Deadline week, taken as a whole, was fantastic. Deadline day itself was … well, it was OK. We got the St. Louis–Callahan deal, and a handful of other decent-size deals for fans to chew on. But much of the drama was muted in the lead-up to deadline day, as names like Miller and Luongo came off the board.
There’s a certain benefit to spreading the moves out a little, but with all the hype around deadline day, it’s hard not to think about how much fun it would be if all the deals could wait until the final hours. So here’s my suggestion: Let’s make that happen.
Here’s how: We put a short trade freeze in place leading up to the deadline. Dress it up in some nonsense about giving teams adequate time to focus on their important roster decisions blah blah blah. Make it 48 hours, and have each team play one (and only one) game during that time.
And then, on deadline day, you lift the freeze at noon, and keep trading open until sometime in the early evening. We get the whole avalanche of deadline deals in one afternoon. There’s your must-see TV.
Would it be a transparent attempt to manipulate competitive integrity for the sake of manufactured entertainment? Sure. But the NHL has the shootout, so it’s already lost any claim to the moral high ground on that front. And you’d make the whole thing a lot more fun for fans. And that’s what you guys really care about, right, Gary Bettman and NHL owners?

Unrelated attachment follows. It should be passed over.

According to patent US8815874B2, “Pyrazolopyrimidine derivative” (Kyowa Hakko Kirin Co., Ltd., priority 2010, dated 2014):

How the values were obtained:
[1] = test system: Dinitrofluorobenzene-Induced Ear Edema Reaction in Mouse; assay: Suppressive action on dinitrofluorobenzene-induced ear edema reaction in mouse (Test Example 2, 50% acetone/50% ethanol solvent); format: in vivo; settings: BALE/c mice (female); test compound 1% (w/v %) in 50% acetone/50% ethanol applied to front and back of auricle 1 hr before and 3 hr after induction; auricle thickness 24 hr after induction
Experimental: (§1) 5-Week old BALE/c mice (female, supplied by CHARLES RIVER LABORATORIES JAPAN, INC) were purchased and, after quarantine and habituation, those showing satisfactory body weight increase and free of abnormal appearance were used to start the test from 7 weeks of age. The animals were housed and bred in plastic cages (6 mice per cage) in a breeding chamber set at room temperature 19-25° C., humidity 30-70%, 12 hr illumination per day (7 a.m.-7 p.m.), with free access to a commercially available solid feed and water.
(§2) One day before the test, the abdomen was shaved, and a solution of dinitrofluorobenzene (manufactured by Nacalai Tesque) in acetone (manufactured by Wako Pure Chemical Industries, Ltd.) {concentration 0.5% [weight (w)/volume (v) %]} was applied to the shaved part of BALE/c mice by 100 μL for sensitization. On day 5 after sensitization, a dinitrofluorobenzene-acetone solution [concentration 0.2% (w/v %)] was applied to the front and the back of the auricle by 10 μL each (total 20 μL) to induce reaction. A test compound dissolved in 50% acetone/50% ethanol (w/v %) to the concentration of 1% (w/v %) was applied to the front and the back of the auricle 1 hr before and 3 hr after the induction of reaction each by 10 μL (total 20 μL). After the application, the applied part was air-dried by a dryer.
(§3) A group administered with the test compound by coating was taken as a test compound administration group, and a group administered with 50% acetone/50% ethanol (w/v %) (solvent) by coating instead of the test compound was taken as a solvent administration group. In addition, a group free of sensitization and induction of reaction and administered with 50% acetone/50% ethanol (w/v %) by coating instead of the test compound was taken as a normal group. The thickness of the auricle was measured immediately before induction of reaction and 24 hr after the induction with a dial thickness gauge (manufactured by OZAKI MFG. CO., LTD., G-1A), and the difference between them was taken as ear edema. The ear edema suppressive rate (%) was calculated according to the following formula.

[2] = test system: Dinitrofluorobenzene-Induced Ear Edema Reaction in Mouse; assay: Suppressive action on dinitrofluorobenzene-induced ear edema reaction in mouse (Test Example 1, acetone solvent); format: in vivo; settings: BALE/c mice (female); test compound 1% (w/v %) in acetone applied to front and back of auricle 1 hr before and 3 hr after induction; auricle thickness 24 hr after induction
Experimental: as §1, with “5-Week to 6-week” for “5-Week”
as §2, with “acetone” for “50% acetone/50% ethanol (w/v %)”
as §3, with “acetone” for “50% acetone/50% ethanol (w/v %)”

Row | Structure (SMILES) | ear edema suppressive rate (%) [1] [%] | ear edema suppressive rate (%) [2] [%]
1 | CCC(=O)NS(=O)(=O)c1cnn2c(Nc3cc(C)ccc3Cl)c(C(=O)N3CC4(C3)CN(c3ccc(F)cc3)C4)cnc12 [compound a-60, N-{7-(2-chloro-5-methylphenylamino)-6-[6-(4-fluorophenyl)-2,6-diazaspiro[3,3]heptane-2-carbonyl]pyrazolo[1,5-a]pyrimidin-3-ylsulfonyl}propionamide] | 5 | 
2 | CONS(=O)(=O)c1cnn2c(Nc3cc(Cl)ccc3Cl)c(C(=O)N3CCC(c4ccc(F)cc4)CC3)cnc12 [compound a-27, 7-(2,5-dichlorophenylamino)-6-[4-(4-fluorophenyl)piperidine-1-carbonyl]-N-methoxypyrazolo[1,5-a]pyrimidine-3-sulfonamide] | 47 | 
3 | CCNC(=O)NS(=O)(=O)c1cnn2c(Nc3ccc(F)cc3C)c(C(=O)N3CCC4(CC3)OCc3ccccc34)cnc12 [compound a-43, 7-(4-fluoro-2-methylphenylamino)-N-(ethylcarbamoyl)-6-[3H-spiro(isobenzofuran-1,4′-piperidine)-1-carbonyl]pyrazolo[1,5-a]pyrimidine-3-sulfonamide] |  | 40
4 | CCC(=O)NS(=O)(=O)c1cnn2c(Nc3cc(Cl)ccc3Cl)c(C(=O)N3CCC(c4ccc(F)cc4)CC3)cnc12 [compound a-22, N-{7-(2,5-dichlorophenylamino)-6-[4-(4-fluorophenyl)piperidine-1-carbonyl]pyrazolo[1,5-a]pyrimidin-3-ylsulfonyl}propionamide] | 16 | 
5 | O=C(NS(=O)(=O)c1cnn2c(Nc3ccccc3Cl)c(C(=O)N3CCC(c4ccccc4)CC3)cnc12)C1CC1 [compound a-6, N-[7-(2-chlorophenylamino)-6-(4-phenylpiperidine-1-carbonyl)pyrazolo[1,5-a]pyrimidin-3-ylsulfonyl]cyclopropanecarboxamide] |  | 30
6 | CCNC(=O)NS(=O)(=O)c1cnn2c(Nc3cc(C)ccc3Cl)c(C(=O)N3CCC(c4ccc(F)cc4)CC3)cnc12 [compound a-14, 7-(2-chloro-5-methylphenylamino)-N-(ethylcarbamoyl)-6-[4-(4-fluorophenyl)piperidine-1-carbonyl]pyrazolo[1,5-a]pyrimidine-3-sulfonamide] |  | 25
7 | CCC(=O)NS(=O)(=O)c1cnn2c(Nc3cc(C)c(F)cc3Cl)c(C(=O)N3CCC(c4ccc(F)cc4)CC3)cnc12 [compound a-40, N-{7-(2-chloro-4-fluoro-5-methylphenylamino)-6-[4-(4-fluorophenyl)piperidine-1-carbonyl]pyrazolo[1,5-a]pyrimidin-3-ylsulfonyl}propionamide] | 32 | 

Right. OK, forget I brought it up.
A week ago, I wrote a post about how the market for honest-to-goodness hockey blockbusters seemed to have dried up over the years. Once the big names began to move, I started hearing from readers who wanted to offer some variation on the same basic feedback: Nice call, dummy.
But did the past week really prove me wrong? I’m not completely sure it did. Remember, the argument wasn’t that nobody ever gets traded anymore. It was that it’s the straight-up hockey deals, with big names on either side, which have disappeared. And not many of this week’s moves really fit that criteria.
The Miller trade had plenty of names going each way. But the Sabres never had any intention of keeping Halak and would have preferred to move Stewart, so the deal really wound up being a slightly more creative variation on the typical deadline rebuild fare. Luongo was a contract dump. Gaborik, Hemsky, Vanek, Penner … all standard rentals.
The one deal that really could be called a classic hockey trade was Callahan for St. Louis. Sure, the Lightning were forced into the deal by an unhappy player, but as I argued in the post, that was the case for many of the classic blockbusters we used to see. So yes, this one was an exception to the recent trend. But it’s one deal, and it happened under an odd set of circumstances.
The last week was fun, but except for St. Louis, it was basically the standard deadline fare on steroids. As much as the fan in me hopes I’m eventually proven wrong, I’m not sure we saw anything that signals a real change in how NHL GMs are approaching the trade market.